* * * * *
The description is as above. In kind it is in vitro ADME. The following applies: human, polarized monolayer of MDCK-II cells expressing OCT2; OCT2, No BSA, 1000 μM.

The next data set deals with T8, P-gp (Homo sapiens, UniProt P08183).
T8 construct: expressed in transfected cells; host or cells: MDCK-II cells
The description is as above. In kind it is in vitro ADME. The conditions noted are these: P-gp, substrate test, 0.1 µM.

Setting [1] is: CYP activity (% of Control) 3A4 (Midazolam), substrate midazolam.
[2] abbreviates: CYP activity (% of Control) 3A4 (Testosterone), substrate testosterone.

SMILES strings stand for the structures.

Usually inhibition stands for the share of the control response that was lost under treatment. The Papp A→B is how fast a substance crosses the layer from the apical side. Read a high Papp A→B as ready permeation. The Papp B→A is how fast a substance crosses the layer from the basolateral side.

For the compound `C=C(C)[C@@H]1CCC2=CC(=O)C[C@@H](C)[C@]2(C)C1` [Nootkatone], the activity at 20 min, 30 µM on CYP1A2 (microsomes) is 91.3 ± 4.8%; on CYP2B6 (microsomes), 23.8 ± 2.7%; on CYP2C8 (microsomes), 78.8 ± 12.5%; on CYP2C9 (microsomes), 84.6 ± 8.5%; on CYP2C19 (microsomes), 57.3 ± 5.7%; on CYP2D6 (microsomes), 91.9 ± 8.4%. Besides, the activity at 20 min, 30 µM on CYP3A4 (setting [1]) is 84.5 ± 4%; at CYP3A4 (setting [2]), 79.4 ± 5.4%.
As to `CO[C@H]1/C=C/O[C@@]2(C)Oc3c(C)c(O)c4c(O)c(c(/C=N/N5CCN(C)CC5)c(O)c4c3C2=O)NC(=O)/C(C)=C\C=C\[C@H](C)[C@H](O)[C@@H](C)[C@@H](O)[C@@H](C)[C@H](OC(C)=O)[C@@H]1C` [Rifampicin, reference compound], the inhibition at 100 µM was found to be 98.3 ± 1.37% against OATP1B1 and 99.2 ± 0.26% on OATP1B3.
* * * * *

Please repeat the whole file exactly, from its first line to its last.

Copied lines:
The description is as above. In kind it is in vitro ADME. The following applies: human, polarized monolayer of MDCK-II cells expressing OCT2; OCT2, No BSA, 1000 μM.

The next data set deals with T8, P-gp (Homo sapiens, UniProt P08183).
T8 construct: expressed in transfected cells; host or cells: MDCK-II cells
The description is as above. In kind it is in vitro ADME. The conditions noted are these: P-gp, substrate test, 0.1 µM.

Setting [1] is: CYP activity (% of Control) 3A4 (Midazolam), substrate midazolam.
[2] abbreviates: CYP activity (% of Control) 3A4 (Testosterone), substrate testosterone.

SMILES strings stand for the structures.

Usually inhibition stands for the share of the control response that was lost under treatment. The Papp A→B is how fast a substance crosses the layer from the apical side. Read a high Papp A→B as ready permeation. The Papp B→A is how fast a substance crosses the layer from the basolateral side.

For the compound `C=C(C)[C@@H]1CCC2=CC(=O)C[C@@H](C)[C@]2(C)C1` [Nootkatone], the activity at 20 min, 30 µM on CYP1A2 (microsomes) is 91.3 ± 4.8%; on CYP2B6 (microsomes), 23.8 ± 2.7%; on CYP2C8 (microsomes), 78.8 ± 12.5%; on CYP2C9 (microsomes), 84.6 ± 8.5%; on CYP2C19 (microsomes), 57.3 ± 5.7%; on CYP2D6 (microsomes), 91.9 ± 8.4%. Besides, the activity at 20 min, 30 µM on CYP3A4 (setting [1]) is 84.5 ± 4%; at CYP3A4 (setting [2]), 79.4 ± 5.4%.
As to `CO[C@H]1/C=C/O[C@@]2(C)Oc3c(C)c(O)c4c(O)c(c(/C=N/N5CCN(C)CC5)c(O)c4c3C2=O)NC(=O)/C(C)=C\C=C\[C@H](C)[C@H](O)[C@@H](C)[C@@H](O)[C@@H](C)[C@H](OC(C)=O)[C@@H]1C` [Rifampicin, reference compound], the inhibition at 100 µM was found to be 98.3 ± 1.37% against OATP1B1 and 99.2 ± 0.26% on OATP1B3.